What is a business proposal?
A business proposal is an application in a business-related context. It is a partnership or joint venture of some sort. It is different from a business plan which is designed to raise money for starting up an enterprise. In a business proposal the aim is to earn money from all business transactions. Here, you answer your customer's queries and persuade them to select you. It should be more about the customer than you as a company.
Types of business proposals
There are two types of business proposals:
1) Solicited Proposal
2) Unsolicited Proposal
A Solicited Proposal refers to the one when the customer asks for a proposal. They are usually sent to customers who issue a "Request for Proposal" or RFP, Request for Quotation (RFQ), or an Invitation for Bids (IFB).
"Request for Proposal" (RFP) provides you with a description of what the customer wants. They might ask for an evaluation criterion to make a selection. You can also give suggestion to a potential customer who might ask you to submit a proposal so that he can consider your suggestion. This counts as a solicited proposal as a customer is expecting it. Customers issue RFQs when they want to buy large amounts of a commodity. The price is not the only issue. For example, when availability or delivering or service are considerations. RFQs can be very detailed. Therefore, proposals written to RFQs can be lengthy. IFBs are issued by the customers when they are buying some service, such as construction. The requirements are detailed. However, the primary consideration is price. For example, a customer provides architectural blueprints for contractors to bid on. These proposals are lengthy. The cost-estimating data and detailed schedules are also mentioned. An unsolicited proposal is marketing brochures. They are always generic.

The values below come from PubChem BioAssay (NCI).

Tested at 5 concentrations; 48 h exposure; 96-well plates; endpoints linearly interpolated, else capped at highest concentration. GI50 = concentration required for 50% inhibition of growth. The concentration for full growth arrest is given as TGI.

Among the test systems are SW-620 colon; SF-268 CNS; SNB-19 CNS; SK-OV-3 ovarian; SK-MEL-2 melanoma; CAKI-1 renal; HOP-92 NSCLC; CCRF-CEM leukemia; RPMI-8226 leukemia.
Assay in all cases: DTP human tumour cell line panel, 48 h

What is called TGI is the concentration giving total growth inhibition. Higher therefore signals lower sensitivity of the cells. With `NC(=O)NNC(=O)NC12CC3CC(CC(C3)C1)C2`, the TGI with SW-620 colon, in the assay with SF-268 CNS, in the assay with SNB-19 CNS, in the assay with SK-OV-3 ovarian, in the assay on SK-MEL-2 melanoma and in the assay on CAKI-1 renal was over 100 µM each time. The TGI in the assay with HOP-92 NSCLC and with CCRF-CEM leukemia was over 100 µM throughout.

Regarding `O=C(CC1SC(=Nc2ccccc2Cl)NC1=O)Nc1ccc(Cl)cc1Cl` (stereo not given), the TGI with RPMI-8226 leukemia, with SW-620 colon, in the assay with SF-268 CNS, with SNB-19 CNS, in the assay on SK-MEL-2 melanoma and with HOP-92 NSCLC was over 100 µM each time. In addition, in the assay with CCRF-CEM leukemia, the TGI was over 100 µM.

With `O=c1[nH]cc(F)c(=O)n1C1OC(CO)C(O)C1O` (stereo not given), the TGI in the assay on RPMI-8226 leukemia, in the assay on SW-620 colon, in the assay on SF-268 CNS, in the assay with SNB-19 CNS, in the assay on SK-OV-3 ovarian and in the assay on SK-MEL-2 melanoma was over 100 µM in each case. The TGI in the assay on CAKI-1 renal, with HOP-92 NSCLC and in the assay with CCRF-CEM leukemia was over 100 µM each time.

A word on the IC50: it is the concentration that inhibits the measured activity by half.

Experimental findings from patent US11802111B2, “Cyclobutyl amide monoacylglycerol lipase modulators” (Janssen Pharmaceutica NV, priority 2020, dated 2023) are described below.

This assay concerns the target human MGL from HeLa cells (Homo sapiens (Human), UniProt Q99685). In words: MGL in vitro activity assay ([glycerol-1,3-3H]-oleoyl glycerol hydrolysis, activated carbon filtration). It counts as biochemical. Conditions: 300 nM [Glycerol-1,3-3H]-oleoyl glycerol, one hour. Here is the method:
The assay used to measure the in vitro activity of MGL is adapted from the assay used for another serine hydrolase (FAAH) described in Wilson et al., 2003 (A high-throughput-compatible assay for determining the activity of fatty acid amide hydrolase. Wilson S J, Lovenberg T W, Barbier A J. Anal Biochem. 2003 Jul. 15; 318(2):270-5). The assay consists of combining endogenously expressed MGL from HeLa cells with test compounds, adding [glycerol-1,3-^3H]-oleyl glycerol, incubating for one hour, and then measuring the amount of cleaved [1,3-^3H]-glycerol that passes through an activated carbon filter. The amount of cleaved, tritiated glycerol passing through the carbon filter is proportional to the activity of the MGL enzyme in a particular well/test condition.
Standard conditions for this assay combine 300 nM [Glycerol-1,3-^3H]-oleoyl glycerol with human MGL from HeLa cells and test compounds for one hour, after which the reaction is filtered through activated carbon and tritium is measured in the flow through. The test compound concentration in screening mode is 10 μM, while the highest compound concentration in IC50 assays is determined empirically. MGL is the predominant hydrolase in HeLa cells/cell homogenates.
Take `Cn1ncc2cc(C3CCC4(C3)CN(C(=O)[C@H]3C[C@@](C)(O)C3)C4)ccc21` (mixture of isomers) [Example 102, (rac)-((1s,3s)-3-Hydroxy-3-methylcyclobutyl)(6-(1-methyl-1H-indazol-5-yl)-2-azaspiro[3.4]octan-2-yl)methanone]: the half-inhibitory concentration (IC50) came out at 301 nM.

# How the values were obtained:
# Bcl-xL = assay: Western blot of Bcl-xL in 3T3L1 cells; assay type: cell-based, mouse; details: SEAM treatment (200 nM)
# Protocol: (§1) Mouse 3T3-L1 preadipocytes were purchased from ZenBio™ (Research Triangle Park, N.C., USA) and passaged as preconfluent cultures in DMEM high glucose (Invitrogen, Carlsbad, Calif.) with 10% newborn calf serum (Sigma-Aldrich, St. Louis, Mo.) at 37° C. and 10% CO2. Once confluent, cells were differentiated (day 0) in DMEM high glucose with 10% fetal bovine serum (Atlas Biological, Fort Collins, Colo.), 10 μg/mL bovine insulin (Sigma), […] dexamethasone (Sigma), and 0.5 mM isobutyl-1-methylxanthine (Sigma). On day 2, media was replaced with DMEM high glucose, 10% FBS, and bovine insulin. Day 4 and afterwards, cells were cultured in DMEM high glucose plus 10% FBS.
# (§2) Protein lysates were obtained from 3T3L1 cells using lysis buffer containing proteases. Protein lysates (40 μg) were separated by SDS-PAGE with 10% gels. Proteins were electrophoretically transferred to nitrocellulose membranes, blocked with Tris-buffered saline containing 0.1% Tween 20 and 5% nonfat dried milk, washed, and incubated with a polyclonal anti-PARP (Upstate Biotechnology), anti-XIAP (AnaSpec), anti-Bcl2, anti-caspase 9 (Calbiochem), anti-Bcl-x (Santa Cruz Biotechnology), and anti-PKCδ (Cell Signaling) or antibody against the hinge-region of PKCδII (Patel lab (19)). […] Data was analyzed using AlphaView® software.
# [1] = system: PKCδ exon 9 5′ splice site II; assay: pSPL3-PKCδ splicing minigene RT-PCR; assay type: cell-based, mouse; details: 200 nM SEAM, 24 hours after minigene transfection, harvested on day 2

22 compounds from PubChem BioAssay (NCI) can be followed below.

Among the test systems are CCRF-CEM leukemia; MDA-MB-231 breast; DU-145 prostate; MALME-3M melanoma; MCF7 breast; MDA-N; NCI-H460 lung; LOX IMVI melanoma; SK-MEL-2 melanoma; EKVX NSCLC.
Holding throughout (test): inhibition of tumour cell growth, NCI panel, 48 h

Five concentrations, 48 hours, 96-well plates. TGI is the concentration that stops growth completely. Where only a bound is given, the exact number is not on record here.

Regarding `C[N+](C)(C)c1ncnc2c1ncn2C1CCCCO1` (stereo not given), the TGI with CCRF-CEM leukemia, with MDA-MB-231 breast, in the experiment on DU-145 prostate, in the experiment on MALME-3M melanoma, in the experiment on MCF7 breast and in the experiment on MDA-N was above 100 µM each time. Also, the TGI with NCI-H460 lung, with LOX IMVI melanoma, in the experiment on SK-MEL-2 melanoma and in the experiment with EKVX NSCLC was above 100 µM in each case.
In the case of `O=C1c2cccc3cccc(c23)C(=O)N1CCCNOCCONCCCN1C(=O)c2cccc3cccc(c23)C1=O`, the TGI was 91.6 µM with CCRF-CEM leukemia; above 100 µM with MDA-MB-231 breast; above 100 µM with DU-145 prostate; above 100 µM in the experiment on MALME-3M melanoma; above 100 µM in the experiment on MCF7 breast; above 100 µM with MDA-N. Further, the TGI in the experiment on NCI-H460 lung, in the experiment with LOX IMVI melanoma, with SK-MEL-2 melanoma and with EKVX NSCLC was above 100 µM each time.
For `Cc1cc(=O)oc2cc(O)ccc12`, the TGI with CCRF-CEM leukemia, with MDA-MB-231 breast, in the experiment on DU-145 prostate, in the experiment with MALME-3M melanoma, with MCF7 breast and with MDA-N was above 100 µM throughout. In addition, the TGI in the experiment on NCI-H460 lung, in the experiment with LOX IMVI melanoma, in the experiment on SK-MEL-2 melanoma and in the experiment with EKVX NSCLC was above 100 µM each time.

Business proposals do not directly refer to customer needs or specific requirements. Vendors often use them to introduce a product or service to a prospective customer. They are often used as "leave-behinds" at the end of initial meetings with customers or "give-always" at trade shows or other public meetings. They are not designed to close a sale but to introduce the possibility of a sale. It contains a description of a seller's products, services or capabilities. It has a buyer's specifications or needs and how they will be met. The cost of the offering and schedule for delivery of the products or services are mentioned. A proof of prior experience i. e. Testimonials from previous customers or Project descriptions of previous projects are also specified to convince the customer about the products and services of the seller.